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  1. Garden, or in my case, that equates to pulling weeds. Not only is weeding productive, you can work off frustration by thinking about someone or something that upsets you as you yank those weeds out by their roots. Of course, that means you’ll have to first decide what is, and is not, a weed😊. That could be the toughest part.

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  1. At MyHeritage, you can use Irish records for free this month, plus try a free subscription, here in order to access all the rest of the millions of records available at MyHeritage. Check for Smart Matches for ancestors, shown above, and confirm that they are accurate, meaning that the ancestor the other person has in their tree is the same person as you have in your tree – even if they aren’t exactly identical. You don’t need to import any of their information, and I would suggest that you don’t without reviewing every piece of information individually. Confirming Smart Matches helps MyHeritage build Theories of Family Relativity – not to mention you may discover additional information about your ancestors. While you’re checking Smart Matches, who ARE those other people with your grandmother in their tree. Are they relatives who might have information that you don’t? This is a good opportunity to reach out. And what are those 12 pending record matches? Inquiring minds want to know. Let’s check.
patience newspapers

Click to enlarge.

  1. Check either NewsPapers.com or the Newspaper collection at MyHeritage, or both, systematically, for each ancestor. You never know what juicy tidbits you might discover about your ancestors. Often, things “forgotten” by families are the informative morsels you’ll want to know and are hidden in those local news articles. These newsy community newspapers bring the life and times of our ancestors to light in ways nothing else can. Wait, what? My Brethren ancestor, Hiram Ferverda, pleaded guilty to something??? I’d better read this article!

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  1. Interview your relatives. Make a list of questions you’d like for them to answer about themselves and the most distant common ancestors that they knew, or knew about. You can conduct interviews without being physically together via the phone or Skype or Facetime. Document what was said for the future, in writing, and possibly by recording as well. After someone has passed, hearing their voice again is priceless.

Upload download

  1. Transfer your DNA file to vendors that accept transfers, getting more bang for your testing dollars by finding more matches. 23andMe and Ancestry don’t accept transfers.  At MyHeritage and FamilyTreeDNA, transfers are free and so is matching, but advanced tools require a small unlock fee. I wrote a step-by-step series about how to transfer, here. Each article includes instructions for transferring from or to Ancestry, MyHeritage, 23andMe and FamilyTreeDNA. Don’t forget to upload to GedMatch for additional tools.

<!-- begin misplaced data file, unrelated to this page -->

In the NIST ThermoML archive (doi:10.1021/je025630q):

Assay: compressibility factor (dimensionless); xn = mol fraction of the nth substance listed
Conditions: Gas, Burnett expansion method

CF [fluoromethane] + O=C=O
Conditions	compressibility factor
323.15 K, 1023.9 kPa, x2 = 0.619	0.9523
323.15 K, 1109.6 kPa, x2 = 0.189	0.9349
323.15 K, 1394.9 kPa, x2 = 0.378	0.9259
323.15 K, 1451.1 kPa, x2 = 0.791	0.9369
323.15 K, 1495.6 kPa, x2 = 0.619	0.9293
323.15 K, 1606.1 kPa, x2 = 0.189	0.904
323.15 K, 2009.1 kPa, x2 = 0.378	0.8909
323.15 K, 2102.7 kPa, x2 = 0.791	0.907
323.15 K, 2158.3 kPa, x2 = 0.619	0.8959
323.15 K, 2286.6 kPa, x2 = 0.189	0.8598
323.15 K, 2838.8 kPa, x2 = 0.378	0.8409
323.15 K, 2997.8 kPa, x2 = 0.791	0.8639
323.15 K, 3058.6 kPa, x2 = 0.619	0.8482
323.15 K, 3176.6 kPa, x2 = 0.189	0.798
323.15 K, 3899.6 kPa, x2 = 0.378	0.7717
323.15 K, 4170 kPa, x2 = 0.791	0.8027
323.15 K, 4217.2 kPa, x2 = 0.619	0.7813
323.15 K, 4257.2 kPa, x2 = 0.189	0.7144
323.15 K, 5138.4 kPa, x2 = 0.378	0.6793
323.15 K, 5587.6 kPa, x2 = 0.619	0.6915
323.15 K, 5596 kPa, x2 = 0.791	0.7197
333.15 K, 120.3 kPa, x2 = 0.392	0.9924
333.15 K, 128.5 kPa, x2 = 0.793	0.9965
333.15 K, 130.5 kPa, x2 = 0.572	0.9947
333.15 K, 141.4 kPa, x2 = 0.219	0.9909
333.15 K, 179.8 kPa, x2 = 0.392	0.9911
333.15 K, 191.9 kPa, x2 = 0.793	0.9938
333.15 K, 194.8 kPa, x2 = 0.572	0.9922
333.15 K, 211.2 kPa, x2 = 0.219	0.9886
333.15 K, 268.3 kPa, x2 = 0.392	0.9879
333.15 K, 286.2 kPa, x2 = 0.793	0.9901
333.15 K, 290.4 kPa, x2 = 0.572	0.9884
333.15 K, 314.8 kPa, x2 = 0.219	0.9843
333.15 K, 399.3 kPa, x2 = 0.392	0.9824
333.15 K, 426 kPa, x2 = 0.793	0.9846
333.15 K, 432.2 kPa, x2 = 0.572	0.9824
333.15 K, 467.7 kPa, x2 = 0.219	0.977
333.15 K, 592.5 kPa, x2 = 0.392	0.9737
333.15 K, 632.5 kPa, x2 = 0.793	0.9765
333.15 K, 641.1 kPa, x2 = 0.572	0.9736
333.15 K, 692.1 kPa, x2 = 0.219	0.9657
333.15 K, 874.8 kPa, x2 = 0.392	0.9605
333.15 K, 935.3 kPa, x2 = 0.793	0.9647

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  1. Focus on your most irritating brick wall and review what records you do, and don’t have that could be relevant. That would include local, county, state and federal records, tax lists, census, church records and minutes and local histories if they exist. Have you called the local library and asked about vertical files or other researchers? What about state archive resources? Don’t forget activities like google searches. Have you utilized all possible DNA clues, including Y DNA and mitochondrial DNA, if applicable? How about third-party tools like Genetic Affairs and DNAgedcom?

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  1. Try DNAPainter, for free. Painting your chromosomes and walking those segments back in time to your ancestors from whom they descended is so much fun. Not to mention you can integrate ethnicity and now traits, too. I’ve written instructions for using using DNAPainter in a variety of ways, here.

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  1. Expand your education by watching webinars at Legacy Family Tree Webinars. Many are free and a yearly subscription is very reasonable. Take a look, here.

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  1. Spring cleaning your house or desk. Ewww – cleaning – the activity that is never done and begins undoing itself immediately after you’ve finished? Makes any of the above 20 activities sound wonderful by comparison, right? I agree, so pick one and let’s get started!

Let me know what you find. Write about your search activities and discoveries in your Pandemic journal too.

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Disclosure

I receive a small contribution when you click on some of the links to vendors in my articles. This does NOT increase the price you pay but helps me to keep the lights on and this informational blog free for everyone. Please click on the links in the articles or to the vendors below if you are purchasing products or DNA testing.

Thank you so much.

DNA Purchases and Free Transfers

Genealogy Products and Services

Genealogy Research

Fun DNA Stuff

  • Celebrate DNA – customized DNA themed t-shirts, bags and other items